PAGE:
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Friday, March 7, 2014

Throw the Book at Bad Customer Service! Learn from a TV Judge

My Grandma Lou watched a lot of television the final few years she lived alone in her home.  It seemed that there was always some judge on TV quickly deciding the fates of those who were willing to bring their case to a public forum.  (Incidentally, why people would pick a public forum for some of these cases, I have no idea!) 

Judy, Alex, Joe, Marilyn, among a slew of the 21 judges listed on Wikipedia, come into our living rooms and in 15 minutes decipher and deliver a verdict that gets both parties on the road.  As service professionals, we could learn from the judges’ techniques in dealing with escalated and complicated situations. 

Get to the Point

One thing judges shut down quickly is unnecessary details provided by the participants.  The judge will ask a question to the plaintiff or defendant, and if the party does not directly answer the question, the judge immediately puts it to a stop.  They use language similar to, “That’s not what I asked.  Answer my question!”  The human condition tells us the more we explain, the more solid we make our case, but it is rarely true.  The more we explain, the more difficult it is to define the correct solution.

In the service world, when a customer starts to ramble, gently interrupt them and put them back on point. “Thank you for that information, and can you please answer [insert question]?”   I have found the more closed questions, that require an A or B type answer, are the most effective.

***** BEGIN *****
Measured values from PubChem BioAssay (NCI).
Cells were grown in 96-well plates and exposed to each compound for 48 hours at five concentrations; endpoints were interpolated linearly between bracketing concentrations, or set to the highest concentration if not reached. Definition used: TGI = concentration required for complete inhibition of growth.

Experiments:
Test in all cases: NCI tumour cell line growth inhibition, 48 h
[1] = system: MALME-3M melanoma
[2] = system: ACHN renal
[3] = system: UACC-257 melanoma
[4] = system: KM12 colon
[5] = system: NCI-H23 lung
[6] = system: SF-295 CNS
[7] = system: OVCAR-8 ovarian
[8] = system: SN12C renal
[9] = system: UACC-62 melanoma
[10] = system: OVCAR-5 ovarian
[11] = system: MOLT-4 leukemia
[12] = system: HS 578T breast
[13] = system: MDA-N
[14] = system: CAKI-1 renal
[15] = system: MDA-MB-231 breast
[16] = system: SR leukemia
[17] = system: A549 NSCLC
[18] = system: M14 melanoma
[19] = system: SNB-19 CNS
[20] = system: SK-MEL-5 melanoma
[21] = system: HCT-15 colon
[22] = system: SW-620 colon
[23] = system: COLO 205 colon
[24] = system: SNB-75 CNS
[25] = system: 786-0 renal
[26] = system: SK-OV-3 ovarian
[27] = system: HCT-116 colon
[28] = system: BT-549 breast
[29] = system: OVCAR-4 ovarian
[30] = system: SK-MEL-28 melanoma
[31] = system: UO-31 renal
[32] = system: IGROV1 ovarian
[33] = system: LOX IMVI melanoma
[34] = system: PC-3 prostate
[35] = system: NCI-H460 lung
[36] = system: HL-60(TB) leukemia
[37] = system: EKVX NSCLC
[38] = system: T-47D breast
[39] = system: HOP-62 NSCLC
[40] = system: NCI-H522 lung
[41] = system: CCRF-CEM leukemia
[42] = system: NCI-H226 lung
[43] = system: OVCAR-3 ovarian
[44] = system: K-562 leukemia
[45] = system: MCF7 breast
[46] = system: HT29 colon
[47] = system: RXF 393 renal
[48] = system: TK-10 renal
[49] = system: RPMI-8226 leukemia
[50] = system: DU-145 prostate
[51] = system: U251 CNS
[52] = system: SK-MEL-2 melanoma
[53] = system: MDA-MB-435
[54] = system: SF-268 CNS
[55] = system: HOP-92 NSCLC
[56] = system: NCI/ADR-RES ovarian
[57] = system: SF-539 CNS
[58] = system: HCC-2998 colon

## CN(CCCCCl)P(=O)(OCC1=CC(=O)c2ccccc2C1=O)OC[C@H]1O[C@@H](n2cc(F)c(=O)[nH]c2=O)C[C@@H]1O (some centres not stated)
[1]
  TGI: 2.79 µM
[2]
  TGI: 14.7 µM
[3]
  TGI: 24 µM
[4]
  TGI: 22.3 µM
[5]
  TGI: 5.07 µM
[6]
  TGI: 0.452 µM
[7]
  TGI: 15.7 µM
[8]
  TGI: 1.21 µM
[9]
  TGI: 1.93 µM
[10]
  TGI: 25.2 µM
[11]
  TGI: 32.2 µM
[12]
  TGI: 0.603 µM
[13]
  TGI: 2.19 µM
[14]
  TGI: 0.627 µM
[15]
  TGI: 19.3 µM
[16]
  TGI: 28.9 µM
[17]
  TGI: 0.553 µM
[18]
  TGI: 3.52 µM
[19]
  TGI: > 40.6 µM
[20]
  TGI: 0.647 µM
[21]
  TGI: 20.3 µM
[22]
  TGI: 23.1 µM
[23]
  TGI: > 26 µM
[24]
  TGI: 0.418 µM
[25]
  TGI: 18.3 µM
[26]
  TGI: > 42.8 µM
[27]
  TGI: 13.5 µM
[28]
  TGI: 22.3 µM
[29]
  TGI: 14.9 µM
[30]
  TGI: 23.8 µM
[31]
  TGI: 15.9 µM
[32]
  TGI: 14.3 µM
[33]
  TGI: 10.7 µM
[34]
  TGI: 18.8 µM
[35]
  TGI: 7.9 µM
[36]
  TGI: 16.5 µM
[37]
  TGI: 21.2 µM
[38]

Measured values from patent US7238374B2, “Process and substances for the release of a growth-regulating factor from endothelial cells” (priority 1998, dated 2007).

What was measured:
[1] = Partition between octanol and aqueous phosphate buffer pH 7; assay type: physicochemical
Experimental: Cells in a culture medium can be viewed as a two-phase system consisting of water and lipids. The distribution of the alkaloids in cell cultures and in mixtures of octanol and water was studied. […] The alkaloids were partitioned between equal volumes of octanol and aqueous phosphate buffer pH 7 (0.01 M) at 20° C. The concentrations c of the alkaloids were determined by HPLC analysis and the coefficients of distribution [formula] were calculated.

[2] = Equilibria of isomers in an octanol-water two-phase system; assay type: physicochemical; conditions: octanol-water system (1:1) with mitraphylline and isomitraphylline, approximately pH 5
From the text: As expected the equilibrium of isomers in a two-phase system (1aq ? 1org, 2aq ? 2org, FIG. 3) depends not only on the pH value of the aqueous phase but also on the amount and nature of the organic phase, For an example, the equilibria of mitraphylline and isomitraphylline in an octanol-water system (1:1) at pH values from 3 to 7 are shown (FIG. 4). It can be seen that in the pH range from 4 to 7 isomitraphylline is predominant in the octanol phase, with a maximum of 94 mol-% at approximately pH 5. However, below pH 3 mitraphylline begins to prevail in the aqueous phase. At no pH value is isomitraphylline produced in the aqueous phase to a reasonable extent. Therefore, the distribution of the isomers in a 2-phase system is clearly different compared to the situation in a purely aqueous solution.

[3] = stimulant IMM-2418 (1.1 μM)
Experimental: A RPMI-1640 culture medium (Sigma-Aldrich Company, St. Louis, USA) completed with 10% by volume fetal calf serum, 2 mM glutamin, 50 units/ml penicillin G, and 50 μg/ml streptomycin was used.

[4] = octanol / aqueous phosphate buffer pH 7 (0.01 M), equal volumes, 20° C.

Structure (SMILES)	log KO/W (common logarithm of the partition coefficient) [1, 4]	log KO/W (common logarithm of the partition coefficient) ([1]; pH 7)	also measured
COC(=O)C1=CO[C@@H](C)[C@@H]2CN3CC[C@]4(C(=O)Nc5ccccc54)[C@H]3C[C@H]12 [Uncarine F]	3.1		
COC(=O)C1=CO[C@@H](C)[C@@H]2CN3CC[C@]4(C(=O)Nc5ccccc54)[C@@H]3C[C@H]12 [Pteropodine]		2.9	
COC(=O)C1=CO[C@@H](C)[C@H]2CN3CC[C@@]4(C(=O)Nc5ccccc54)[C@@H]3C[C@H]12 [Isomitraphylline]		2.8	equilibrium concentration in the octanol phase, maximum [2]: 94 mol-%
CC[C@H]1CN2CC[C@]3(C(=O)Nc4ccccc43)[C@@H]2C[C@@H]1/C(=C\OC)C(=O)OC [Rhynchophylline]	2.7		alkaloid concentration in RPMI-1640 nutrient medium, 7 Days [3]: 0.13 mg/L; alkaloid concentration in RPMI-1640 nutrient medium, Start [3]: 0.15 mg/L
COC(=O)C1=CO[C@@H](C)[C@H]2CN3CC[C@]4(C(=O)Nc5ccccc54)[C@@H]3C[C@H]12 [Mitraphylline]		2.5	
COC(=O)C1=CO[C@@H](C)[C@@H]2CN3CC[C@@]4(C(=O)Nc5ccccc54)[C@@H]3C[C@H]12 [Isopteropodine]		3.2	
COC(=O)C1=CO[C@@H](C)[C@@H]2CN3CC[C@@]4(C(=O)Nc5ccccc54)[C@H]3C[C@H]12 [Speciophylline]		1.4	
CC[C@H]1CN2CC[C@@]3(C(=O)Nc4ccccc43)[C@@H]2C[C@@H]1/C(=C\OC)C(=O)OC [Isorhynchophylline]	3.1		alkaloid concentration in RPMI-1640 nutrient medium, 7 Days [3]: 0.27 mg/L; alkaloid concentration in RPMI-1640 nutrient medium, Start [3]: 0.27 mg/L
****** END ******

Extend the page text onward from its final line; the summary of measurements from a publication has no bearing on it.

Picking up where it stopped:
Open questions are good when the customer is upset.  This usually gives the customer the emotional space they need to work through the issue, and then the service representative can start problem solving.

They Know Their Product

This I love, love, love, about TV judges!  Their confidence in their subject matter shines through whatever they say.  The participants do not question their authority, because the judge’s authority is self-evident.  They do not stutter.  They do not say qualifying phrases. They speak concrete sentences in such a tone that the participants take their answer as final.  The judges can do this because of their years of experience as litigators and as judges.  But even with the ever changing legal system, they stay current.   They know their product.

In the service world this would seem easy, as most products and services are way less complicated than contemporary law.  But I’ve rarely found that I fully believe a representative’s answer.   They do not have the same level of confidence, because they do not know their product.

This is easy enough to fix through constant and continuous education.  I’m not talking formal training sessions; truth be told only part of the learning magic occurs in a formal environment.  I am talking about making learning informal, an everyday, in-between customer interaction activity.  Help the representatives build their confidence.  Even if they know their product, they can read up on the competitors.   How powerful would it to hear a representative say, “I just read this on our company website. Did you know…?”  

Throw the Book at Them

Ok, so don’t throw the book at your customers or your representatives.   But do help your organization and representatives do a better job, by streamlining your customer interactions using some of the techniques of TV judges. Develop them to get to the point and speak with confidence.  The verdict?  Your organization should receive fewer callbacks and improve customer service scores. 

Case dismissed!

1 comment:

  1. Some very excellent points! I was just trying to illustrate this with our new agents yesterday. I think this a perfect analogy for the topic.

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